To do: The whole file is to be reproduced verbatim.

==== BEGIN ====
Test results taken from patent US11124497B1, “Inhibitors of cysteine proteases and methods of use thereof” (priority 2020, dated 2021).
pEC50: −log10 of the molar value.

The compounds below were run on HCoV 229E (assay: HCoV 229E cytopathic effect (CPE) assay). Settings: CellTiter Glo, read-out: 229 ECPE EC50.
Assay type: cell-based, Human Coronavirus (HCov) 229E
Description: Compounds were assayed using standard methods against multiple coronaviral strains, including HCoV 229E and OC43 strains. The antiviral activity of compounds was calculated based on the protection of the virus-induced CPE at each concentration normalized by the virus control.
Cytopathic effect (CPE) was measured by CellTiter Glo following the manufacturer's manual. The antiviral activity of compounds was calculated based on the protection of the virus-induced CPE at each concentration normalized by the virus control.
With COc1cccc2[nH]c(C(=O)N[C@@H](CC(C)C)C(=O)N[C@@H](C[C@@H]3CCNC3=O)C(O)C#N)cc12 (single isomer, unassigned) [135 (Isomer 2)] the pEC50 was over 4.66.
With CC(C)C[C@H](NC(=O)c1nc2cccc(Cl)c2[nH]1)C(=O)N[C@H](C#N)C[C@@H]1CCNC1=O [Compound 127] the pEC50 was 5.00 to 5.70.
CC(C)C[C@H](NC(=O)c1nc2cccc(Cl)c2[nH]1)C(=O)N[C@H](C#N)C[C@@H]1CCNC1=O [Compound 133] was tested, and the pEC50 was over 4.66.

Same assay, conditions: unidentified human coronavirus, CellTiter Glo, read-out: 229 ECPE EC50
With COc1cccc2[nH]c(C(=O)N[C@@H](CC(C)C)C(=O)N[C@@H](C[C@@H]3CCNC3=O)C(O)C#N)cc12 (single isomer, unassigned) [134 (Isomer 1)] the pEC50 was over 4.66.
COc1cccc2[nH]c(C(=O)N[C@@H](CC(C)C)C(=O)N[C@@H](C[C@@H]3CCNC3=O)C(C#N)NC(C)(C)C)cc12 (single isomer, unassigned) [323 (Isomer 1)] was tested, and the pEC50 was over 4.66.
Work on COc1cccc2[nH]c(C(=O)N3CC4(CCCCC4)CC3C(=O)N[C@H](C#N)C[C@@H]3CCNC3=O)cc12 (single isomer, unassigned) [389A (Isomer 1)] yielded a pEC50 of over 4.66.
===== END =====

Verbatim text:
Test results taken from patent US11124497B1, “Inhibitors of cysteine proteases and methods of use thereof” (priority 2020, dated 2021).
pEC50: −log10 of the molar value.

The compounds below were run on HCoV 229E (assay: HCoV 229E cytopathic effect (CPE) assay). Settings: CellTiter Glo, read-out: 229 ECPE EC50.
Assay type: cell-based, Human Coronavirus (HCov) 229E
Description: Compounds were assayed using standard methods against multiple coronaviral strains, including HCoV 229E and OC43 strains. The antiviral activity of compounds was calculated based on the protection of the virus-induced CPE at each concentration normalized by the virus control.
Cytopathic effect (CPE) was measured by CellTiter Glo following the manufacturer's manual. The antiviral activity of compounds was calculated based on the protection of the virus-induced CPE at each concentration normalized by the virus control.
With COc1cccc2[nH]c(C(=O)N[C@@H](CC(C)C)C(=O)N[C@@H](C[C@@H]3CCNC3=O)C(O)C#N)cc12 (single isomer, unassigned) [135 (Isomer 2)] the pEC50 was over 4.66.
With CC(C)C[C@H](NC(=O)c1nc2cccc(Cl)c2[nH]1)C(=O)N[C@H](C#N)C[C@@H]1CCNC1=O [Compound 127] the pEC50 was 5.00 to 5.70.
CC(C)C[C@H](NC(=O)c1nc2cccc(Cl)c2[nH]1)C(=O)N[C@H](C#N)C[C@@H]1CCNC1=O [Compound 133] was tested, and the pEC50 was over 4.66.

Same assay, conditions: unidentified human coronavirus, CellTiter Glo, read-out: 229 ECPE EC50
With COc1cccc2[nH]c(C(=O)N[C@@H](CC(C)C)C(=O)N[C@@H](C[C@@H]3CCNC3=O)C(O)C#N)cc12 (single isomer, unassigned) [134 (Isomer 1)] the pEC50 was over 4.66.
COc1cccc2[nH]c(C(=O)N[C@@H](CC(C)C)C(=O)N[C@@H](C[C@@H]3CCNC3=O)C(C#N)NC(C)(C)C)cc12 (single isomer, unassigned) [323 (Isomer 1)] was tested, and the pEC50 was over 4.66.
Work on COc1cccc2[nH]c(C(=O)N3CC4(CCCCC4)CC3C(=O)N[C@H](C#N)C[C@@H]3CCNC3=O)cc12 (single isomer, unassigned) [389A (Isomer 1)] yielded a pEC50 of over 4.66.